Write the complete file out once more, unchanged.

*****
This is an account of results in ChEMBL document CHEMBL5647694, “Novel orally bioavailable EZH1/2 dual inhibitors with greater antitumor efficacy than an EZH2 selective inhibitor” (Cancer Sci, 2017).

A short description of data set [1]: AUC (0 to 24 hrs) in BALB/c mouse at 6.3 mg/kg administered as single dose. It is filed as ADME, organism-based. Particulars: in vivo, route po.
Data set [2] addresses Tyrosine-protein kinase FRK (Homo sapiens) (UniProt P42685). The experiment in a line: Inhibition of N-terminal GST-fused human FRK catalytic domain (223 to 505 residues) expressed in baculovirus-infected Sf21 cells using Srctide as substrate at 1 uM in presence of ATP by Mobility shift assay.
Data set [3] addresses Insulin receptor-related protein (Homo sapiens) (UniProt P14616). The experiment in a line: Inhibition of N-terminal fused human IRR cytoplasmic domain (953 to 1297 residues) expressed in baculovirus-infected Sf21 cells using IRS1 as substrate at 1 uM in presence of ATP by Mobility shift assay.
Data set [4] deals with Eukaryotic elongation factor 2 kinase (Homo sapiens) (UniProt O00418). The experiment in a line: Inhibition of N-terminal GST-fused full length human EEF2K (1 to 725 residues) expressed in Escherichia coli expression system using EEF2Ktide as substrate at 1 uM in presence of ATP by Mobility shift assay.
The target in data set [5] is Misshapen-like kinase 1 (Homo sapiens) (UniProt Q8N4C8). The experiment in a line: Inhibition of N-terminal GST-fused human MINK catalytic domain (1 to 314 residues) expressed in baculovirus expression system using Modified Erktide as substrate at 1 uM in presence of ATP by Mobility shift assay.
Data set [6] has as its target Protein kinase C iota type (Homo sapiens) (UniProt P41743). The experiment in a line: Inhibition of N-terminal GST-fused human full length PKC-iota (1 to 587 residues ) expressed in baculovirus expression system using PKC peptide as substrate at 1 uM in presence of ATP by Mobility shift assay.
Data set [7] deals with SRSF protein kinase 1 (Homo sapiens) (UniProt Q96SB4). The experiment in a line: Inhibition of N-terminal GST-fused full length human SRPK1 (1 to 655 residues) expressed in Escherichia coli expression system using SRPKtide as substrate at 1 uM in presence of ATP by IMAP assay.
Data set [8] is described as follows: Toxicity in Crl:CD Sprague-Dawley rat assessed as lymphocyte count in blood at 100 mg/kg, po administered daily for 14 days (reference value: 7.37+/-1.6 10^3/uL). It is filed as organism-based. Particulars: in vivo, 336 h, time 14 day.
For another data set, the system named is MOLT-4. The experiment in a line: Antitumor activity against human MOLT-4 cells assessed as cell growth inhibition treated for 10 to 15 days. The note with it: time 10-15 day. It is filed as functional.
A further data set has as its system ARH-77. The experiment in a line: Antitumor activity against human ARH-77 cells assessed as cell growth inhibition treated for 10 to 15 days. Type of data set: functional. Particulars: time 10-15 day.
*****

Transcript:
This is an account of results in ChEMBL document CHEMBL5647694, “Novel orally bioavailable EZH1/2 dual inhibitors with greater antitumor efficacy than an EZH2 selective inhibitor” (Cancer Sci, 2017).

A short description of data set [1]: AUC (0 to 24 hrs) in BALB/c mouse at 6.3 mg/kg administered as single dose. It is filed as ADME, organism-based. Particulars: in vivo, route po.
Data set [2] addresses Tyrosine-protein kinase FRK (Homo sapiens) (UniProt P42685). The experiment in a line: Inhibition of N-terminal GST-fused human FRK catalytic domain (223 to 505 residues) expressed in baculovirus-infected Sf21 cells using Srctide as substrate at 1 uM in presence of ATP by Mobility shift assay.
Data set [3] addresses Insulin receptor-related protein (Homo sapiens) (UniProt P14616). The experiment in a line: Inhibition of N-terminal fused human IRR cytoplasmic domain (953 to 1297 residues) expressed in baculovirus-infected Sf21 cells using IRS1 as substrate at 1 uM in presence of ATP by Mobility shift assay.
Data set [4] deals with Eukaryotic elongation factor 2 kinase (Homo sapiens) (UniProt O00418). The experiment in a line: Inhibition of N-terminal GST-fused full length human EEF2K (1 to 725 residues) expressed in Escherichia coli expression system using EEF2Ktide as substrate at 1 uM in presence of ATP by Mobility shift assay.
The target in data set [5] is Misshapen-like kinase 1 (Homo sapiens) (UniProt Q8N4C8). The experiment in a line: Inhibition of N-terminal GST-fused human MINK catalytic domain (1 to 314 residues) expressed in baculovirus expression system using Modified Erktide as substrate at 1 uM in presence of ATP by Mobility shift assay.
Data set [6] has as its target Protein kinase C iota type (Homo sapiens) (UniProt P41743). The experiment in a line: Inhibition of N-terminal GST-fused human full length PKC-iota (1 to 587 residues ) expressed in baculovirus expression system using PKC peptide as substrate at 1 uM in presence of ATP by Mobility shift assay.
Data set [7] deals with SRSF protein kinase 1 (Homo sapiens) (UniProt Q96SB4). The experiment in a line: Inhibition of N-terminal GST-fused full length human SRPK1 (1 to 655 residues) expressed in Escherichia coli expression system using SRPKtide as substrate at 1 uM in presence of ATP by IMAP assay.
Data set [8] is described as follows: Toxicity in Crl:CD Sprague-Dawley rat assessed as lymphocyte count in blood at 100 mg/kg, po administered daily for 14 days (reference value: 7.37+/-1.6 10^3/uL). It is filed as organism-based. Particulars: in vivo, 336 h, time 14 day.
For another data set, the system named is MOLT-4. The experiment in a line: Antitumor activity against human MOLT-4 cells assessed as cell growth inhibition treated for 10 to 15 days. The note with it: time 10-15 day. It is filed as functional.
A further data set has as its system ARH-77. The experiment in a line: Antitumor activity against human ARH-77 cells assessed as cell growth inhibition treated for 10 to 15 days. Type of data set: functional. Particulars: time 10-15 day.